HNTRISM encourages fresh coffee lovers, or even if you’re not, to check out more about the story of Blue Bottle Coffee and how the founder came up with the name.

Here are some of our favorite Blue Bottle fresh coffee products:

Blue Bottle Coffee Giant Steps

Named after John Coltrane's Giant Steps, this thick coffee is not unlike the jazz visionary's trademark layers of sound. Simply like Coltrane's ability to waterfall right into high pitched octaves with optimum control, this coffee's inflections of stone fruit lighten without shedding emphasis.

$17.50 / lb.

Blue Bottle Coffee Bella Donovan

Bella Donovan is the flannel sweatshirt of Blue Bottle's blends, reassuring, relaxing and also enveloping. Bella is a variant of the stereotypical Moka Java pairing in which a jammy and wild natural from Ethiopia pairs beautifully with even more substantive coffees from Sumatra as well as Peru. It's a darker blend, endures the automatic drip process and blends well with milk or cream. It is just as enjoyable served straight.

$17.00 / lb.

Blue Bottle Coffee Opascope Espresso

Well, we have actually constantly been followers of the opascope, a gorgeous device for projecting handwriting as well as carefully made artwork into a larger surface area. The opascope is a device for taking mindful workmanship and also opening it up for every person to gain access to and also take pleasure in. Opascope Coffee is a refreshing alternative to the typical blends with thick chocolatey notes.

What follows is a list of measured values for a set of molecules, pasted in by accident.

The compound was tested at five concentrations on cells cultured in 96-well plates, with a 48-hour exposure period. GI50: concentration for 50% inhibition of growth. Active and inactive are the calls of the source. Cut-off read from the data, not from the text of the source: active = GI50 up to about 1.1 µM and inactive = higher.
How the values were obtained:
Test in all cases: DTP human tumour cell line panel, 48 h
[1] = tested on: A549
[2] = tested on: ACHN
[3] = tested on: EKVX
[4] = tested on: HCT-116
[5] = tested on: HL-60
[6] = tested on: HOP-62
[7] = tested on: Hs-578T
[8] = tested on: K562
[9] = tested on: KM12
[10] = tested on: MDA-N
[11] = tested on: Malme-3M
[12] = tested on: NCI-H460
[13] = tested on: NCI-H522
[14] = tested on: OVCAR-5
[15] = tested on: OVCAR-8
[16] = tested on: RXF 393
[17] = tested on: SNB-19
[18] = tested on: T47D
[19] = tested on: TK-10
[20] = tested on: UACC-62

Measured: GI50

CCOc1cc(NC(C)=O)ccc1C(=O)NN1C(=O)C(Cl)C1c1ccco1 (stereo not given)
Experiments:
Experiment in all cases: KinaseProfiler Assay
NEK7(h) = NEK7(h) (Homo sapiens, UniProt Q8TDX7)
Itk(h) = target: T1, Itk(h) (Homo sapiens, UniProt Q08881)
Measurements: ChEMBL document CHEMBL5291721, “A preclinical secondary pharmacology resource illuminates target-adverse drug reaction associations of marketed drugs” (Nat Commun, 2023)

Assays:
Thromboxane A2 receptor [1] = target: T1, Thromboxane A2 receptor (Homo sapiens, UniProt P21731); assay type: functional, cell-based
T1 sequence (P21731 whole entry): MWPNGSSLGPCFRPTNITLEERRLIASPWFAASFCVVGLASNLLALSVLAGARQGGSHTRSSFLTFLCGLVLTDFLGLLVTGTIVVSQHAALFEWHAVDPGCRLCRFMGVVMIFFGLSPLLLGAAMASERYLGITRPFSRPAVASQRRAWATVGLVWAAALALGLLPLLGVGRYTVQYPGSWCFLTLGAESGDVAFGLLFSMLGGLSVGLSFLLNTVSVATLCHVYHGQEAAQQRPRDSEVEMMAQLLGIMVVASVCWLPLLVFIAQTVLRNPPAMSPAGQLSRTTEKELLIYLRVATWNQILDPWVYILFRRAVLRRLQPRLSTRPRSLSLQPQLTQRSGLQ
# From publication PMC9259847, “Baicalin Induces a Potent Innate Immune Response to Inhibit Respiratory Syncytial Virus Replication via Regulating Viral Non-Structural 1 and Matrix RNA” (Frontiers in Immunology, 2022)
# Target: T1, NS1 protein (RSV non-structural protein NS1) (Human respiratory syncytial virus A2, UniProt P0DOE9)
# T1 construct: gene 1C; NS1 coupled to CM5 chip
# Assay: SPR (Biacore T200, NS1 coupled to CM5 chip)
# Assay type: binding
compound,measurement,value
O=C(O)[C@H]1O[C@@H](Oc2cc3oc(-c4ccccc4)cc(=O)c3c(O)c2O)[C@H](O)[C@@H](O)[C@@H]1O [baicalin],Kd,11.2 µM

$17.75 / lb.

Blue Bottle Coffee Hayes Valley Espresso

Blue Bottle Coffee created this dark coffee for the launch of their very first coffee shop in their buddy Loring's garage in Hayes Valley. Years later on it continues to be the standard coffee served in all of Blue Bottle Coffee shops.

$17.00 / lb.

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HNTRISM Coffee Clutch's First Cup: Cold Brew Culture

HNTRISM Coffee Clutch's First Cup: Cold Brew


HNTRISM Coffee Clutch's First Cup: Cold Brew

Start your week off right with a cold brew coffee

Christopher Conrad

July 8, 2018

Cold Brew. Chemex. Siphoning. So what’s with all the different coffee brewing methods? We at HNTRISM are wondering the same thing. So, welcome to the First Cup of HNTRISM Coffee Clutch where we will explore the art of coffee brewing. In the First Cup, we will learn about the Cold Brew method while future Cups will explain Chemex and Siphoning along with others. Our goal is to bring you a quick and fun snapshot of each brewing method process.